A variety of low-voltage electronic devices may fail to operate properly because of exposure to certain corrosive, gaseous environments. Susceptible items include consumer products such as microwave ovens, audio equipment, TV's and personal computers as well as many types of industrial sensors and automatic control devices. Failure generally occurs because of specific application factors. These include the severity of the environment, the presence or absence of atmospheric sealing of components within the device and the metals used at critical internal locations. Frequently complete failure doesn't occur but normal operation is erratic.
Typically these problems occur due to raised electrical resistance at contact junction points within the device that would normally allow essentially unrestricted passage of electrical current. Particular chemical constituents in the air attack common metals used at contact points and form very thin films, i.e., corrosion products, which increase electrical resistance. Either failure of the device or irregular function then results. Low electrical resistance at contact points is essential in many electronic devices because they operate at relatively low voltages. Voltage is the driving force for electric current flow across an electrical contact point just as pressure is the driving force for delivering water through the resistance offered by a given length or diameter of piping.
Corrosion product film thickness as low as several hundred angstrom units can create irregular operation of low-voltage electronic devices in even relatively low humidity gaseous environments. One angstrom equals 3.9 X 10-9 inch (or 1 X 10-7 millimeter). Obviously such thicknesses are not what most persons generally consider as evidence of corrosion. Copper and silver are normally the preferred metals used in electronic contacts. Both of these metals (and some others) are subject to corrosive attack and thus formation of these very thin corrosion product films in atmospheric air containing parts per billion (ppb) levels of reduced sulfur compounds. Copper is also subject to attack when ppb levels of chlorine gas or chlorides, nitrogen oxides or ozone are present in air. High humidity, i.e., above about 50%, in air that also contains one or more of these contaminants greatly accelerates the rate of corrosion. Often in industrial applications synergistic interactions between the several gaseous contaminants cited - with or without high humidity - intensify the attack.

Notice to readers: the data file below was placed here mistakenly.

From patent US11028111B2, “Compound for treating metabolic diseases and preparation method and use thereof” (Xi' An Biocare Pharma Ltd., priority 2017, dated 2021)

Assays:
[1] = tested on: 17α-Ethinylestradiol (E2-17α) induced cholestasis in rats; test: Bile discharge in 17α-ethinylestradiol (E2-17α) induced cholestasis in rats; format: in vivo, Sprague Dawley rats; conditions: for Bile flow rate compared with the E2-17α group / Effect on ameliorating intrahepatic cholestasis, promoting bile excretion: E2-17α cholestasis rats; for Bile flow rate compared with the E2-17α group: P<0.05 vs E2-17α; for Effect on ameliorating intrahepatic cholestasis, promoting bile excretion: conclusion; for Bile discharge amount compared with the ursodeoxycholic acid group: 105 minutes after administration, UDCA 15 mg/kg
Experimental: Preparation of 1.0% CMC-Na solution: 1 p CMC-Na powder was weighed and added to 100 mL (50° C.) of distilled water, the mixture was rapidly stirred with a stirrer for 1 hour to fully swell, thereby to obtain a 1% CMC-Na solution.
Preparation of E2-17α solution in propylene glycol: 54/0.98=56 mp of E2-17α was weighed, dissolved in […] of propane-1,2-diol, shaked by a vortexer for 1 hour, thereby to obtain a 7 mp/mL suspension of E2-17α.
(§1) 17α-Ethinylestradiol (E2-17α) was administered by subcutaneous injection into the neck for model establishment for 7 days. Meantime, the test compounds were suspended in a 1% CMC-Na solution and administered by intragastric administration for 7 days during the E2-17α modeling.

The Instrumentation, Systems and Automation Society (ISA) has developed a widely used engineering standard (ISA-71.04-1985) that provides more details on these effects. It also provides practical guidance on rating the relative corrosivity of gaseous atmospheres in terms of ppb quantities of contaminants present and the thickness of corrosion films formed on copper test coupons exposed to such conditions.
Gerald O. Davis, PE, President and co-owner of DM&ME, has over 40 years experience in Materials Engineering and Business. Mr. Davis is a Forensic Expert in Materials Usage, Corrosion, Metallurgy, Mechanical Failure, & Root-Cause Failure Analysis. His recent background includes work as a corrosion researcher, senior engineer, and program manager for Battelle Memorial Institute, DNV, Inc., Henkels & McCoy, Inc., respectively and, since 2004, as president of DM&ME.
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